Samsung Galaxy S with Super AMOLED

The main difference between a Super AMOLED and a non-Super is that touch is integrated into the screen instead of an extra layer on top of it. The first phone to have donned a Super AMOLED display was Samsung’s Wave that debuted on February 14, 2010. Samsung’s Galaxy S is the second. The Super AMOLED is 20% brighter, reflects 80% less sunlight and consumes 20% less power. It’s thinner too. Color, according to Samsung, is more vivid and natural. Color is more vivid since that extra touch layer is removed thanks to better light transmittance. Viewing angles are improved too. You can watch a video (no audio though) Samsung put out explaining what Super AMOLED is all about. Samsung’s Super AMOLED display uses the same sub-pixel structure as non-Supers: Nouvoyance’s PenTile Matrix (read Nexus One PenTile Matrix OLED Display, Display Showdown Part Ia: Nexus One for more details). The Super AMOLED will be exclusive to Samsung smartphones for eighteen months. Too bad for HTC, Nokia and others.

Engadget‘s Vladislav Savov:

Our opinion hasn’t changed at all here: this is one of the finest displays you can hope to lay eyes on.

In the same review he mentions an extremely glossy and reflective screen. The Super AMOLED is better than non-Supers in sunlight but only when looking at it head on. Look at it from an angle and it sucks just as bad as non-Supers. IPS killing? You mean the one in Apple’s iPhone 4? You must be kidding Savov. The pixel format, resolution, screen reflectance, multitouch, optical lamination, etc. of the Retina Display (read iPhone 4, Retina Display for more details) would make for a very difficult if not impossible killing.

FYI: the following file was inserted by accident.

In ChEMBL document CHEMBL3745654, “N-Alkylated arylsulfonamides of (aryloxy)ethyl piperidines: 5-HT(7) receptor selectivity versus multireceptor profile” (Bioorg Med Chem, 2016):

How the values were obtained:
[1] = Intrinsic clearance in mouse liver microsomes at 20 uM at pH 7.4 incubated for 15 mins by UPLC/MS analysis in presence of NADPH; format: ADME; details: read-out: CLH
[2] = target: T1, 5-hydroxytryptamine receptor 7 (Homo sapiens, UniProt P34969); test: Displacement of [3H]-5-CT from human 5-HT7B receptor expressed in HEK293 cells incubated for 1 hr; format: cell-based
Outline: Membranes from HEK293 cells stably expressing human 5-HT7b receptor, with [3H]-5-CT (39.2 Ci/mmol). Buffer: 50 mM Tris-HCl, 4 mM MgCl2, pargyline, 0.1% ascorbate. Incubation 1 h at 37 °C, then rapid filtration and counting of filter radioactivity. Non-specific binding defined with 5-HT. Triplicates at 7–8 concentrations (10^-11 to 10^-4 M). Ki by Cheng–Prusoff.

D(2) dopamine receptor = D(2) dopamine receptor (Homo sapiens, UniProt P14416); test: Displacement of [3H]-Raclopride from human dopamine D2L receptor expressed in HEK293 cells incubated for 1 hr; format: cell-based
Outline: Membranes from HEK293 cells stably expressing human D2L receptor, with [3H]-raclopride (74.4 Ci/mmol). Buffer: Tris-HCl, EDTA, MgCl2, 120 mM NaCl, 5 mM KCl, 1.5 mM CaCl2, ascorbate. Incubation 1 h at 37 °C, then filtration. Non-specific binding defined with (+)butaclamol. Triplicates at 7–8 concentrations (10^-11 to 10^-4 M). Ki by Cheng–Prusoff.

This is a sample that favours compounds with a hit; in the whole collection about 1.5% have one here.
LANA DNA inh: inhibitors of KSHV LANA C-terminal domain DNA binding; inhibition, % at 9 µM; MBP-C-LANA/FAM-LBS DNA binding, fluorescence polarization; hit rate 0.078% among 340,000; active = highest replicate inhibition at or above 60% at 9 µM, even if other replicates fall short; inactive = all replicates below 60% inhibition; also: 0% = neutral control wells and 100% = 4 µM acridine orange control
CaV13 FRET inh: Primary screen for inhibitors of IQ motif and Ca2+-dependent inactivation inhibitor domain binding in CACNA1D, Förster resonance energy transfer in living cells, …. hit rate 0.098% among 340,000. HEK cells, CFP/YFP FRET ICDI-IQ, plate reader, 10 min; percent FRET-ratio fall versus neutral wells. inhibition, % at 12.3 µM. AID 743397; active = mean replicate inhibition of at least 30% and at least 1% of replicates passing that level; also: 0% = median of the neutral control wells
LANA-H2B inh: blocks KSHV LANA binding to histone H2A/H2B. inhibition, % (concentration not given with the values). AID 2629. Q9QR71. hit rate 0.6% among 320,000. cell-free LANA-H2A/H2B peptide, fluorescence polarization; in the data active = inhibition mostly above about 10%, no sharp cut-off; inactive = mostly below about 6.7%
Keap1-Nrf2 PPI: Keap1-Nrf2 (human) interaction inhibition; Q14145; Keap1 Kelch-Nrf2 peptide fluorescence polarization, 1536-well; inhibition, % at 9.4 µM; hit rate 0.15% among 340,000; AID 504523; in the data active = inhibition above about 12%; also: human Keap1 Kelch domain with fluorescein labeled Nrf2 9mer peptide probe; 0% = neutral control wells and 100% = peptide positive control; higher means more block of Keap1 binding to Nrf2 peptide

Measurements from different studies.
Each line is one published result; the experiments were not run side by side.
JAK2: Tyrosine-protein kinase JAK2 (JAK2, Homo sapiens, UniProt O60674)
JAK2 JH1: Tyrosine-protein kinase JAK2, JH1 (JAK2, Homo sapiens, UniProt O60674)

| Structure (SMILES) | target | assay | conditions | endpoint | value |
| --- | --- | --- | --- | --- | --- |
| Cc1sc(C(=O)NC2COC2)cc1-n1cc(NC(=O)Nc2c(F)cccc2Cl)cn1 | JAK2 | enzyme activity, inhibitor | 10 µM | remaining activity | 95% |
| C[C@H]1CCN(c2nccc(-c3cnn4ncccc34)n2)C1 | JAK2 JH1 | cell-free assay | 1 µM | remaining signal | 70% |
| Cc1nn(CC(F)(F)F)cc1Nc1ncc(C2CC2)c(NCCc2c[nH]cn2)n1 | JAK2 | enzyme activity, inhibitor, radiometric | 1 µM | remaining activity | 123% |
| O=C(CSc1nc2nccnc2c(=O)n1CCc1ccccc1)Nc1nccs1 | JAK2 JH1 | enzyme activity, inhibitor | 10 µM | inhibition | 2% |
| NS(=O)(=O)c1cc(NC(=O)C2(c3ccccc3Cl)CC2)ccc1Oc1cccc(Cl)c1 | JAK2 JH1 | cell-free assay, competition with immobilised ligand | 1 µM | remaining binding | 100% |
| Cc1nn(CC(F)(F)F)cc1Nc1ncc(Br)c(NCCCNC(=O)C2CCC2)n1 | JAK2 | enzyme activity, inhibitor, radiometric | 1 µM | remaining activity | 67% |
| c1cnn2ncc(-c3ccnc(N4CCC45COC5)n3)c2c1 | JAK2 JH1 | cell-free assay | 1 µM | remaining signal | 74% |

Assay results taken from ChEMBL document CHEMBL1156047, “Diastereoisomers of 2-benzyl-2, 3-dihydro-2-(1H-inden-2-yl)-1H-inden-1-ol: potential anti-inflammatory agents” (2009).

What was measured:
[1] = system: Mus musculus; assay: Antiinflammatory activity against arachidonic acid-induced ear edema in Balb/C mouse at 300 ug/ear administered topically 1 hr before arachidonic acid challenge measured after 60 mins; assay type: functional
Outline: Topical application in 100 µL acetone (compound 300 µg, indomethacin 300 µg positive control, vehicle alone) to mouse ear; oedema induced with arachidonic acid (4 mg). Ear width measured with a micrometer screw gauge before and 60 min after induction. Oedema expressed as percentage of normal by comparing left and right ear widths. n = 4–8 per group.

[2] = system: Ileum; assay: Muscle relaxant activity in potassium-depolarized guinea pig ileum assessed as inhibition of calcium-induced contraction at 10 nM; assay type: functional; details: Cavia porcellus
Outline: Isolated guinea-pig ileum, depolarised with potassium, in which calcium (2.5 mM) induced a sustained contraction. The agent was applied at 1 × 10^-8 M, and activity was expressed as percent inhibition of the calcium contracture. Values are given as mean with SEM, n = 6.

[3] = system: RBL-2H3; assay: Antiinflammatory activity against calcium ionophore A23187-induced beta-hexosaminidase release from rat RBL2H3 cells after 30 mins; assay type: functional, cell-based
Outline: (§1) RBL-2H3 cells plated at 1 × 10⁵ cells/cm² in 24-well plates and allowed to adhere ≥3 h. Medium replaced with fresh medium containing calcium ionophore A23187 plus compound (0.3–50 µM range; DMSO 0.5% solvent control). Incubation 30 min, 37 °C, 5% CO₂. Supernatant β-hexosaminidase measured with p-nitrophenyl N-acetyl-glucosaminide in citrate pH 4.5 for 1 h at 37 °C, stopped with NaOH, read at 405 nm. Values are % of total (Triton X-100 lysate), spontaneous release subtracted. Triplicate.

He also mentions terrific color and vibrancy which is another way of sharing one’s opinion regarding the pop in colors, which serves as a hint to less-than-ideal color accuracy. My guess is the Galaxy S is just as bad as the Nexus One and all other AMOLED-based smartphones out there when it comes to color accuracy. There might be a simple reason for this: I believe color correction or control is much more complex on PenTile Matrix OLED displays due to the unique sub-pixel structure than regular RGB TFT LCDs. Unless PenTile Matrix-aware hardware and software color calibration tools are developed the problem of overblown inaccurate color will continue to plague the AMOLED displays coming out of Samsung. Of course even when those tools are available simple color calibration would not be possible since power consumption would also be affected.

Update: According to AT&T, Samsung’s Galaxy S will make a cameo appearance as Samsung’s Captivate in the coming months.